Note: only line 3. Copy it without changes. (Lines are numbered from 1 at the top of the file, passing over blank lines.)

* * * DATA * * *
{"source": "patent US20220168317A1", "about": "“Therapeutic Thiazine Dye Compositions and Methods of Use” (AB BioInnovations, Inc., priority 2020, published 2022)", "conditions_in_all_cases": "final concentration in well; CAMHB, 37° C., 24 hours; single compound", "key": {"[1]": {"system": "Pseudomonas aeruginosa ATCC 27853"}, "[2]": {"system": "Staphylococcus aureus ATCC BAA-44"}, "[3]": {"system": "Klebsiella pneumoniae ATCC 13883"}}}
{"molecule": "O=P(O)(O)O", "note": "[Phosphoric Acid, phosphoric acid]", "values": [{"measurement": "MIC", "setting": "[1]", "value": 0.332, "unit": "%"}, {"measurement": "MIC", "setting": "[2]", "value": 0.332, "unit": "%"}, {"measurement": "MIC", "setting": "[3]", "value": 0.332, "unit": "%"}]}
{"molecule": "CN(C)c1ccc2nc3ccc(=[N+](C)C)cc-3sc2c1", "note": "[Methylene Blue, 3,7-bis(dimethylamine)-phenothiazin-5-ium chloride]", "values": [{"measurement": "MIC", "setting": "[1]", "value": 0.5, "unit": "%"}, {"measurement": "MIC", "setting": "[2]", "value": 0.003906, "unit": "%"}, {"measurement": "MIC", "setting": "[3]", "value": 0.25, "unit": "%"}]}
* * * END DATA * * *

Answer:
{"molecule": "CN(C)c1ccc2nc3ccc(=[N+](C)C)cc-3sc2c1", "note": "[Methylene Blue, 3,7-bis(dimethylamine)-phenothiazin-5-ium chloride]", "values": [{"measurement": "MIC", "setting": "[1]", "value": 0.5, "unit": "%"}, {"measurement": "MIC", "setting": "[2]", "value": 0.003906, "unit": "%"}, {"measurement": "MIC", "setting": "[3]", "value": 0.25, "unit": "%"}]}